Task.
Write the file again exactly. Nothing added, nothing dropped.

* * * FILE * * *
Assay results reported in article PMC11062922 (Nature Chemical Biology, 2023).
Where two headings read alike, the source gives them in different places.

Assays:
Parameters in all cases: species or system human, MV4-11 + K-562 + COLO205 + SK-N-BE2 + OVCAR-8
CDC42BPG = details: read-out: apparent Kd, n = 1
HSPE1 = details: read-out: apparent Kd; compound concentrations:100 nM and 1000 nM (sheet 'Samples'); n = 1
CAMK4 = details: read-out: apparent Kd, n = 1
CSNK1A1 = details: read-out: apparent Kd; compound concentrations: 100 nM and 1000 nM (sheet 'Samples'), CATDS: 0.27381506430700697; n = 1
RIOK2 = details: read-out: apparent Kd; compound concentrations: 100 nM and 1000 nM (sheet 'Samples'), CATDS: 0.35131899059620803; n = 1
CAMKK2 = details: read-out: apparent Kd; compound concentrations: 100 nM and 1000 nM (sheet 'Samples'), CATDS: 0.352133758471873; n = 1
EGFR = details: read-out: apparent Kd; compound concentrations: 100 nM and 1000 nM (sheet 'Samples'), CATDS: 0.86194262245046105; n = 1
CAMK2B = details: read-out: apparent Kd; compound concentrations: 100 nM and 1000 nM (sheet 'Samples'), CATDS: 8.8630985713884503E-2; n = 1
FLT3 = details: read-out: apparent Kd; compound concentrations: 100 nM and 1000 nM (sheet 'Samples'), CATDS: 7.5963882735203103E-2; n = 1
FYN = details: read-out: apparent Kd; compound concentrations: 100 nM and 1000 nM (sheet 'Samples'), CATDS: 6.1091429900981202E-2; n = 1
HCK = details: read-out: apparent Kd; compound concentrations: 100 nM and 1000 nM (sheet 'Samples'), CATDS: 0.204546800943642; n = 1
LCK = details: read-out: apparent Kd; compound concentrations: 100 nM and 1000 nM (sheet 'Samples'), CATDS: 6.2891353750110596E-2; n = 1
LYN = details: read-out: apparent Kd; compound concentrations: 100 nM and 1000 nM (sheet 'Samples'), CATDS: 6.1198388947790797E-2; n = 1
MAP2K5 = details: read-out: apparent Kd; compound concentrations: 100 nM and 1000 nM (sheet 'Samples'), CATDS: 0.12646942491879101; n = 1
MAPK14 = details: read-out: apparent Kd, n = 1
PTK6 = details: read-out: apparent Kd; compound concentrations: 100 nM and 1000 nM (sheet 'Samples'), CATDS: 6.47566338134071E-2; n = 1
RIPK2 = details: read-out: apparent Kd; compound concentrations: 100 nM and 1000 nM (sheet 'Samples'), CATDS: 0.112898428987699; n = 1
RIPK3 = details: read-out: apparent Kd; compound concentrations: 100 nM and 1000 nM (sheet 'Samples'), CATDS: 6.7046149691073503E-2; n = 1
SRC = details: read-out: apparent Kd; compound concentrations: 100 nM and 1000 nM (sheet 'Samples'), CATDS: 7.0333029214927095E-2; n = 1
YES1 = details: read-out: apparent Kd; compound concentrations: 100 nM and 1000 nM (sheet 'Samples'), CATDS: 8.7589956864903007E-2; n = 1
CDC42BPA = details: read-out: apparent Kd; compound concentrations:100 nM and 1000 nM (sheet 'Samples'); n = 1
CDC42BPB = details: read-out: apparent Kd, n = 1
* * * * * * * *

Assay results reported in article PMC11062922 (Nature Chemical Biology, 2023).
Where two headings read alike, the source gives them in different places.

Assays:
Parameters in all cases: species or system human, MV4-11 + K-562 + COLO205 + SK-N-BE2 + OVCAR-8
CDC42BPG = details: read-out: apparent Kd, n = 1
HSPE1 = details: read-out: apparent Kd; compound concentrations:100 nM and 1000 nM (sheet 'Samples'); n = 1
CAMK4 = details: read-out: apparent Kd, n = 1
CSNK1A1 = details: read-out: apparent Kd; compound concentrations: 100 nM and 1000 nM (sheet 'Samples'), CATDS: 0.27381506430700697; n = 1
RIOK2 = details: read-out: apparent Kd; compound concentrations: 100 nM and 1000 nM (sheet 'Samples'), CATDS: 0.35131899059620803; n = 1
CAMKK2 = details: read-out: apparent Kd; compound concentrations: 100 nM and 1000 nM (sheet 'Samples'), CATDS: 0.352133758471873; n = 1
EGFR = details: read-out: apparent Kd; compound concentrations: 100 nM and 1000 nM (sheet 'Samples'), CATDS: 0.86194262245046105; n = 1
CAMK2B = details: read-out: apparent Kd; compound concentrations: 100 nM and 1000 nM (sheet 'Samples'), CATDS: 8.8630985713884503E-2; n = 1
FLT3 = details: read-out: apparent Kd; compound concentrations: 100 nM and 1000 nM (sheet 'Samples'), CATDS: 7.5963882735203103E-2; n = 1
FYN = details: read-out: apparent Kd; compound concentrations: 100 nM and 1000 nM (sheet 'Samples'), CATDS: 6.1091429900981202E-2; n = 1
HCK = details: read-out: apparent Kd; compound concentrations: 100 nM and 1000 nM (sheet 'Samples'), CATDS: 0.204546800943642; n = 1
LCK = details: read-out: apparent Kd; compound concentrations: 100 nM and 1000 nM (sheet 'Samples'), CATDS: 6.2891353750110596E-2; n = 1
LYN = details: read-out: apparent Kd; compound concentrations: 100 nM and 1000 nM (sheet 'Samples'), CATDS: 6.1198388947790797E-2; n = 1
MAP2K5 = details: read-out: apparent Kd; compound concentrations: 100 nM and 1000 nM (sheet 'Samples'), CATDS: 0.12646942491879101; n = 1
MAPK14 = details: read-out: apparent Kd, n = 1
PTK6 = details: read-out: apparent Kd; compound concentrations: 100 nM and 1000 nM (sheet 'Samples'), CATDS: 6.47566338134071E-2; n = 1
RIPK2 = details: read-out: apparent Kd; compound concentrations: 100 nM and 1000 nM (sheet 'Samples'), CATDS: 0.112898428987699; n = 1
RIPK3 = details: read-out: apparent Kd; compound concentrations: 100 nM and 1000 nM (sheet 'Samples'), CATDS: 6.7046149691073503E-2; n = 1
SRC = details: read-out: apparent Kd; compound concentrations: 100 nM and 1000 nM (sheet 'Samples'), CATDS: 7.0333029214927095E-2; n = 1
YES1 = details: read-out: apparent Kd; compound concentrations: 100 nM and 1000 nM (sheet 'Samples'), CATDS: 8.7589956864903007E-2; n = 1
CDC42BPA = details: read-out: apparent Kd; compound concentrations:100 nM and 1000 nM (sheet 'Samples'); n = 1
CDC42BPB = details: read-out: apparent Kd, n = 1